NDP Leadership Debate: Don't Expect A 'Shootout' At Sunday's Halifax Debate, Observer Says
HALIFAX - A professor of political science says the lack of fireworks at NDP leadership debates thus far is in keeping with the party's culture and ideology.
The eight New Democratic Party leadership hopefuls will be in Halifax on Sunday for the second of several official debates in the run-up to the vote on March 24 when party members will choose their new leader.
The candidates have been mostly collegial, sticking to tried-and-true social democratic bromides at other unofficial debates and one official event in Ottawa last month.
But the lack of contention is not unusual, said Nelson Wiseman, a professor of political science at the University of Toronto.
"Some people want it to be a shootout like they had between (Bob) Rae and (Michael) Ignatieff, and between (Stephen) Harper and (Belinda) Stronach ... but that isn't the culture of the NDP," said Wiseman from his home Friday.
"There's a fundamental cultural difference, and operational difference, between the NDP and the other parties. In the other parties, policy is very much determined by the leaders.
"The NDP is fundamentally different that way. It styles itself as a mass party."
Consequently, the race has been more focused on personality and the candidate's leadership qualities rather than specific policies, said Hugh Thorburn, a retired political science professor from Queen's University in Ontario.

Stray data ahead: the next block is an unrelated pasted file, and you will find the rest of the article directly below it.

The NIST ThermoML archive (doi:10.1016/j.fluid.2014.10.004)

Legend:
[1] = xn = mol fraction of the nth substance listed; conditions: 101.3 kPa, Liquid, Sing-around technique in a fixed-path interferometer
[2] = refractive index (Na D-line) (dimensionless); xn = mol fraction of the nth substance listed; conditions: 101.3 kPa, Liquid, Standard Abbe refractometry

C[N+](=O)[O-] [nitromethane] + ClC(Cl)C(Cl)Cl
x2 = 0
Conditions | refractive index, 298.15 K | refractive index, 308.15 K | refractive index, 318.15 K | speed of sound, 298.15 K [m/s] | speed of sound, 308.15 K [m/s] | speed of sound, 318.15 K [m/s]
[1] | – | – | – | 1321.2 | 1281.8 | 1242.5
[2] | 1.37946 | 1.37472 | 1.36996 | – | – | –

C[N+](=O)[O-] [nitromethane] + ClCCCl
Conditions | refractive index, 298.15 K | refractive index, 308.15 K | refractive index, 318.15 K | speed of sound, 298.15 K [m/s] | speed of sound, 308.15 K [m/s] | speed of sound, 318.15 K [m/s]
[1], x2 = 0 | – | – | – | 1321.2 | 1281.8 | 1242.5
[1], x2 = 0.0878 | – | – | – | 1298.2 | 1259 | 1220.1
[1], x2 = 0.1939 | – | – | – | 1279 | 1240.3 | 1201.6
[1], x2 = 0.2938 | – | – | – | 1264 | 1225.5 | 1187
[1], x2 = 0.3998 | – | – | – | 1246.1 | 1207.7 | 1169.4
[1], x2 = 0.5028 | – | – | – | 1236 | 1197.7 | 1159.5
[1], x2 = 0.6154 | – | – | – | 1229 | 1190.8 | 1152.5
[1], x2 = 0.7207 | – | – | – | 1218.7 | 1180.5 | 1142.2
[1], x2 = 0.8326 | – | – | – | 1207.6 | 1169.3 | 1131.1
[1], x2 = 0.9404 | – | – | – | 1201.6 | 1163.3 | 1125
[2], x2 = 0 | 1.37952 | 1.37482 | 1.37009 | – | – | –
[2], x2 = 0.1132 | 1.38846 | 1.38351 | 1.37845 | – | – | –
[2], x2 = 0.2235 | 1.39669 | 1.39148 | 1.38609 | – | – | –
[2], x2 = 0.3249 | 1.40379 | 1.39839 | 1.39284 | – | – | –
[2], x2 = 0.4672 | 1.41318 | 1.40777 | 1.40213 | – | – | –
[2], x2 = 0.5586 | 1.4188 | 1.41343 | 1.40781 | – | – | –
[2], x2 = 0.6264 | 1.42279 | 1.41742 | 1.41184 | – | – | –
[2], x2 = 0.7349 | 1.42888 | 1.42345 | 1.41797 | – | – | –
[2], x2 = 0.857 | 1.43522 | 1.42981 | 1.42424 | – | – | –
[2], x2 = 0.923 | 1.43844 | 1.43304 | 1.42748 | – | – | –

But that's an obvious hurdle when replacing the late Jack Layton, who conducted a "masterful campaign" during his dying days, leading the NDP to Official Opposition status for the first time in the party's history, said Thorburn.
"The problem is how to continue this dynamism, and you have to first get someone who can enter into that," said Thorburn from his home in Kingston, Ont., on Friday. "I think this leadership race is really a tryout for that role, and we'll see who wins."
Another issue is a lack of profile among the candidates, with the exception of Montreal MP Thomas Mulcair and former party president Brian Topp, the experts say.
A survey conducted by Ottawa-based Abacus Data suggested that 40 per cent of Canadians do not know any of the candidates. Among NDP supporters, 35 per cent said they were unaware of any of the candidates and 54 per cent said they were aware of fewer than two candidates.
The poll was conducted from Jan. 16 to 19 and surveyed 1,000 randomly selected Canadians. It carried a margin of error of 3.1 per cent, 19 times out of 20.
The other six leadership hopefuls are Paul Dewar, Peggy Nash, Niki Ashton, Nathan Cullen, Martin Singh and Romeo Saganash.
On Sunday, they'll be tasked with addressing a number of party concerns. Topping that list will be how to protect the ground gained in Quebec during the last election, said Thorburn.
Under Layton's leadership, Quebec delivered more than half the party's 103 seats.
Sunday's debate will be followed every two weeks by others in Quebec City, Winnipeg, Montreal, Vancouver and at the March convention in Toronto.
Note to readers: This is a corrected story. A previous version incorrectly said Thomas Mulcair was a former NDP president.